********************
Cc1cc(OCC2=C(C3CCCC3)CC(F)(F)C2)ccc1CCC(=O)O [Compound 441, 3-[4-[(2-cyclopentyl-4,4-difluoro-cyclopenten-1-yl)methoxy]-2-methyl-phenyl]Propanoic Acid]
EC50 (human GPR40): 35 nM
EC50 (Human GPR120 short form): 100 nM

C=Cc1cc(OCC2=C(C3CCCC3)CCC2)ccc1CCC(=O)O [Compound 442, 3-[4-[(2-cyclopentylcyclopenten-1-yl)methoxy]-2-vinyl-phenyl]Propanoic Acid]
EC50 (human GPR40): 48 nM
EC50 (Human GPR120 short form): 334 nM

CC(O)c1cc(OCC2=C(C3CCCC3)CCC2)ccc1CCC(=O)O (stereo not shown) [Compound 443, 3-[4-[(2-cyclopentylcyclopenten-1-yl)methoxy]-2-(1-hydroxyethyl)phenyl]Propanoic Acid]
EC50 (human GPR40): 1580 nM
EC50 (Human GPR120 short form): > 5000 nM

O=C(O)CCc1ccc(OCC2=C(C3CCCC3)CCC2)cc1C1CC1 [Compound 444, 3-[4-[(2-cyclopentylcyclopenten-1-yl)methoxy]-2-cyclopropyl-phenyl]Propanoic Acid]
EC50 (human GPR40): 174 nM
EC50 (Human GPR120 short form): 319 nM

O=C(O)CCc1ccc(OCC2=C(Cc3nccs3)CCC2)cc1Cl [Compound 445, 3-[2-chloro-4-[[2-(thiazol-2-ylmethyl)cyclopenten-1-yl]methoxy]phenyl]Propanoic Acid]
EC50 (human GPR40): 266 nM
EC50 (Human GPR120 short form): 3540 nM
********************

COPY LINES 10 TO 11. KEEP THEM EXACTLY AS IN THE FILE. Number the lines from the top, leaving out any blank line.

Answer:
O=C(O)CCc1ccc(OCC2=C(C3CCCC3)CCC2)cc1C1CC1 [Compound 444, 3-[4-[(2-cyclopentylcyclopenten-1-yl)methoxy]-2-cyclopropyl-phenyl]Propanoic Acid]
EC50 (human GPR40): 174 nM